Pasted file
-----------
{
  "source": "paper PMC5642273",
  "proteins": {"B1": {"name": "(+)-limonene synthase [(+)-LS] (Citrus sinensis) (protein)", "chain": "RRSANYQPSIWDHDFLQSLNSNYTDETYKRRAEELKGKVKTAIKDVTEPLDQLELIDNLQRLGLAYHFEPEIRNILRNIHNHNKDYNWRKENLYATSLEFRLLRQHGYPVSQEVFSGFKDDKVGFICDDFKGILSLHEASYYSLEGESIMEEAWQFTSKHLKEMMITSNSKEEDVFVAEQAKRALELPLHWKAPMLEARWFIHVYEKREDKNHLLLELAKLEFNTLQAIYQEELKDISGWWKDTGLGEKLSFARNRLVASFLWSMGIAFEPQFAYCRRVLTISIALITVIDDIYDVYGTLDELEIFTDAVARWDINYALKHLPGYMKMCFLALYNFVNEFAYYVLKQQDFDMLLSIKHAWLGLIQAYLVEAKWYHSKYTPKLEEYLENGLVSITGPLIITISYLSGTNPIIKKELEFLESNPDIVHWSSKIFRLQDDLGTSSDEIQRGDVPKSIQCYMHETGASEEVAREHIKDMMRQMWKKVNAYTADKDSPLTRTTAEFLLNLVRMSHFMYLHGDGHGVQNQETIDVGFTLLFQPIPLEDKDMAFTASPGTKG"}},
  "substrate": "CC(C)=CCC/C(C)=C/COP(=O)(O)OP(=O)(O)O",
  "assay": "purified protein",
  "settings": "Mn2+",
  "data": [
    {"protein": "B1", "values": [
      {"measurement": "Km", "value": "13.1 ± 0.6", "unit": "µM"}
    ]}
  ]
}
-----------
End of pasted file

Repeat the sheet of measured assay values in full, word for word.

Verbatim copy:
{
  "source": "paper PMC5642273",
  "proteins": {"B1": {"name": "(+)-limonene synthase [(+)-LS] (Citrus sinensis) (protein)", "chain": "RRSANYQPSIWDHDFLQSLNSNYTDETYKRRAEELKGKVKTAIKDVTEPLDQLELIDNLQRLGLAYHFEPEIRNILRNIHNHNKDYNWRKENLYATSLEFRLLRQHGYPVSQEVFSGFKDDKVGFICDDFKGILSLHEASYYSLEGESIMEEAWQFTSKHLKEMMITSNSKEEDVFVAEQAKRALELPLHWKAPMLEARWFIHVYEKREDKNHLLLELAKLEFNTLQAIYQEELKDISGWWKDTGLGEKLSFARNRLVASFLWSMGIAFEPQFAYCRRVLTISIALITVIDDIYDVYGTLDELEIFTDAVARWDINYALKHLPGYMKMCFLALYNFVNEFAYYVLKQQDFDMLLSIKHAWLGLIQAYLVEAKWYHSKYTPKLEEYLENGLVSITGPLIITISYLSGTNPIIKKELEFLESNPDIVHWSSKIFRLQDDLGTSSDEIQRGDVPKSIQCYMHETGASEEVAREHIKDMMRQMWKKVNAYTADKDSPLTRTTAEFLLNLVRMSHFMYLHGDGHGVQNQETIDVGFTLLFQPIPLEDKDMAFTASPGTKG"}},
  "substrate": "CC(C)=CCC/C(C)=C/COP(=O)(O)OP(=O)(O)O",
  "assay": "purified protein",
  "settings": "Mn2+",
  "data": [
    {"protein": "B1", "values": [
      {"measurement": "Km", "value": "13.1 ± 0.6", "unit": "µM"}
    ]}
  ]
}